Early on in Bill Roorbach’s novel “Lucky Turtle,” narrator and protagonist Cindra Zoeller takes the reader through the circumstances in which she found herself in 1997. For her role in an as-yet-unspecified crime, Cindra – 16 as the novel opens – is offered the opportunity to forego the prison system for a camp in Montana. Roorbach makes it clear that we’re getting this filtered through the perception of an older Cintra, one who is aware of the systemic inequalities in the system that’s more lenient to her – blonde and white – than it is to her co-defendants, who are of Puerto Rican descent.

Soon enough, Cindra arrives at Camp Challenge, a space run by a former child star and populated by an array of characters ranging from amicable to hostile to outright abusive. The story of a young woman from New England sent thousands of miles away to find herself would have been sufficient for a detailed and compelling novel on its own, but that isn’t really what Maine resident Roorbach is after here.

Some of that comes from the contrast from young Cindra and the decades-older version of her who’s recounting this story. But Roorbach also lets elements of Cindra’s post-Camp Challenge life into the narrative, including a reference relatively early on that turns out to foreshadow plenty of subsequent developments. “Much later I had a therapist who said I liked the boundaries Camp Challenge provided,” Cindra muses. “All I’d said was that I’d liked wearing all gray.”

Prospective readers interested in heading into this novel cold might want to stop here; one of “Lucky Turtle’s” many charms is the way that Roorbach turns a relatively straightforward coming-of-age narrative into something more temporally complex. In other words, venturing into this novel without really knowing where this was going had its charms.

That said, that allusion to a therapist isn’t the last glimpse we get of Cindra’s adult life, and about a third of the way through the novel, Roorbach changes up the structure, juxtaposing Cindra’s growing romance with Lucky, a young man who works for the camp, with her life decades later, as she finds herself living an unfulfilled life in the suburbs with Walter, a controlling man who couldn’t be further removed from Lucky.

Roorbach follows Cindra from there in two different timelines. Her situation at Camp Challenge quickly becomes unsustainable for her. While there are genuinely caring people there among both her peers and the camp’s staff, there is also one particular figure whose abuse of his power – and whose literal abuse, period – is revealed in a chilling manner. Cindra and Lucky find themselves in love and on the lam, eventually creating their own small household with a few others who join them in isolation.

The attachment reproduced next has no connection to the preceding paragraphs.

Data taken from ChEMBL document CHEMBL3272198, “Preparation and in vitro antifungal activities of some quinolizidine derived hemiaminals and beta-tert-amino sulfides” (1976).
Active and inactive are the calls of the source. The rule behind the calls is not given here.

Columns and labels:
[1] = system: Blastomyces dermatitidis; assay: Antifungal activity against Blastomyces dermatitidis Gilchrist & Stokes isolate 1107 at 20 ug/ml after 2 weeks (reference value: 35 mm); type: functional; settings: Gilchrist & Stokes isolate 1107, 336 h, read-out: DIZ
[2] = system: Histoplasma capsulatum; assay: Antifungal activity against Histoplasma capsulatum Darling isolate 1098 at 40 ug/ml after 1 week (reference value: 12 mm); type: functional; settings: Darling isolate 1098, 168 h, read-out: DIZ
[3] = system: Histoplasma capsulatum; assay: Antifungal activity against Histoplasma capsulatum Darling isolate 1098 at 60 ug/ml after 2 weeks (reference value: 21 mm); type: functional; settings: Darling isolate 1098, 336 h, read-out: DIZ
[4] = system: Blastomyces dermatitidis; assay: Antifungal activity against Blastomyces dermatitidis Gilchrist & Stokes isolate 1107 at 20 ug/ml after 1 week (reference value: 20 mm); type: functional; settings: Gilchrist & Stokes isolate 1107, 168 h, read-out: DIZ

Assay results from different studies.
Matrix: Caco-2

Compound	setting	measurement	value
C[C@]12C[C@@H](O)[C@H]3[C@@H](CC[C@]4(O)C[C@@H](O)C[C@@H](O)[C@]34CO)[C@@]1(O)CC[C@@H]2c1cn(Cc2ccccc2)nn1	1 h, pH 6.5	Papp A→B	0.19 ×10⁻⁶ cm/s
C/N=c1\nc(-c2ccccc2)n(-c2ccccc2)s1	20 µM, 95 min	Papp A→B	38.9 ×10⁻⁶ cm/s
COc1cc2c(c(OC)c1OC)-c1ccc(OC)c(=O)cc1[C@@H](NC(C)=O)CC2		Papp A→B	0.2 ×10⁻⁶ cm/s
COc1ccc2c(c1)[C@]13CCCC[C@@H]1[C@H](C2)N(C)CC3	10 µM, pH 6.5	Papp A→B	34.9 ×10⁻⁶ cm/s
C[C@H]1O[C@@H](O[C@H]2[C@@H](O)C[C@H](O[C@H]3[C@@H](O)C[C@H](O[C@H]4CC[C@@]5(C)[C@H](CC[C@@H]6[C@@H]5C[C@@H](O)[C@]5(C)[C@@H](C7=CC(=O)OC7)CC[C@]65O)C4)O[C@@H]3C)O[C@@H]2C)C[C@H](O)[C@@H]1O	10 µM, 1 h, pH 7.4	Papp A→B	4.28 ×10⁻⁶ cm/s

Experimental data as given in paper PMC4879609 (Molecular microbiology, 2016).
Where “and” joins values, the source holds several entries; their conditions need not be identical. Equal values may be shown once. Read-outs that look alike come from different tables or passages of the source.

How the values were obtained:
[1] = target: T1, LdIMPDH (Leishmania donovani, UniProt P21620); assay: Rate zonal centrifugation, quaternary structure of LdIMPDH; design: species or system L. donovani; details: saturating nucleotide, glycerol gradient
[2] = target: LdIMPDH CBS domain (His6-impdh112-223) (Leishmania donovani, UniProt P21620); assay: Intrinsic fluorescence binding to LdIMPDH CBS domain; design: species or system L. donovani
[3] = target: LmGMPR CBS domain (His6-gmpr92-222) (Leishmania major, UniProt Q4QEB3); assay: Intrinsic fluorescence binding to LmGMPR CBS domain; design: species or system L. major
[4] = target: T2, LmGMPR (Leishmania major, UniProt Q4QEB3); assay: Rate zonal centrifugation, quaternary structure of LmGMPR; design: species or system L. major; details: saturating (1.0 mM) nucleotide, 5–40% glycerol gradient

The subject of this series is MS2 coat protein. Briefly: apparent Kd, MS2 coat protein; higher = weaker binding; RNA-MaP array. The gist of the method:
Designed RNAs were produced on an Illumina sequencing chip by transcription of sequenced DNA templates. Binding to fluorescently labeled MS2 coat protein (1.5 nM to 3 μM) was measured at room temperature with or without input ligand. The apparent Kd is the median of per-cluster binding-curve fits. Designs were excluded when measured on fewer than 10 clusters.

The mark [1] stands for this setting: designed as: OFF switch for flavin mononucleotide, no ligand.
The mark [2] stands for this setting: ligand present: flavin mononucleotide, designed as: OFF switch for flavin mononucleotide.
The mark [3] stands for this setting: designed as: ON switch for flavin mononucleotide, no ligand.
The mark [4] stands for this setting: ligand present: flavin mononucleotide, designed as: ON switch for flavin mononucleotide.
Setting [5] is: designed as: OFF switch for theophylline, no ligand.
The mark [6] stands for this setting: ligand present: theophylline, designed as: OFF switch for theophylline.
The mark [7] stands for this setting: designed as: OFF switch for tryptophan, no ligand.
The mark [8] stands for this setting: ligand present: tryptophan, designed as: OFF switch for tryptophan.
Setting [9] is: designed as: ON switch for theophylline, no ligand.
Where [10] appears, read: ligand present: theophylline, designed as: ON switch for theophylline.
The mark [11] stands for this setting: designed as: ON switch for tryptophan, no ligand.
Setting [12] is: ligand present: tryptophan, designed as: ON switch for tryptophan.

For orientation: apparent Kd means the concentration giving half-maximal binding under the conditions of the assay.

From the flash-forwards, we know that this won’t last. But the question of what, exactly, happened hovers above the proceedings, heightening the tension as to when Lucky and Cindra’s idyll will end. (There’s also an ongoing question of how Walter figures into all of this.) And seeing exactly how these seemingly disparate elements come together – which they do – is another of the pleasures that comes from the reading this novel. It’s not the only one, however; there’s also a joy that can come from lyrical passages like this, in which Cindra watches Lucky hunt a deer:

“But I felt the little deer tense, tensed myself, some feral corner in me, and then, with no further warning, the thud of impact. The animal collapsed to her front knees, then to one side, the spear holding her half upright as — beautiful creature built from mountains and valleys and brooks and wildflower meadows and sky — she became wind.”

There are also a few knowing nods from Roorbach that feel a little meta – including when one character argues that James Michener’s “Hawaii,” which Cindra is reading when she lives with Lucky, is irredeemably flawed and that “we should stick to our own stories.” Given that Lucky’s own background is one of the running threads in the novel – Cindra first believes that he’s Crow, but his family history proves more complicated than that – Roorbach seems to have his own opinions on the subject. (Notably, several sensitivity readers are credited in the book’s acknowledgements.)

“Lucky Turtle” is an expansive and empathic novel, one which spans large portions of the country and grapples with substantial issues. (The pandemic and racist militias also play a part.) At times, it can feel over-saturated; Cindra and Lucky are both deeply felt characters, while a few of the supporting characters are more ambiguously drawn. But in the end, Roorbach has written a moving novel that comes about that quality organically, and uses it to explore grand themes along the way.

New York City resident Tobias Carroll is the author of three books: “Political Sign,” “Reel” and “Transitory.” He has reviewed books for the New York Times, Bookforum, the Star Tribune and elsewhere.

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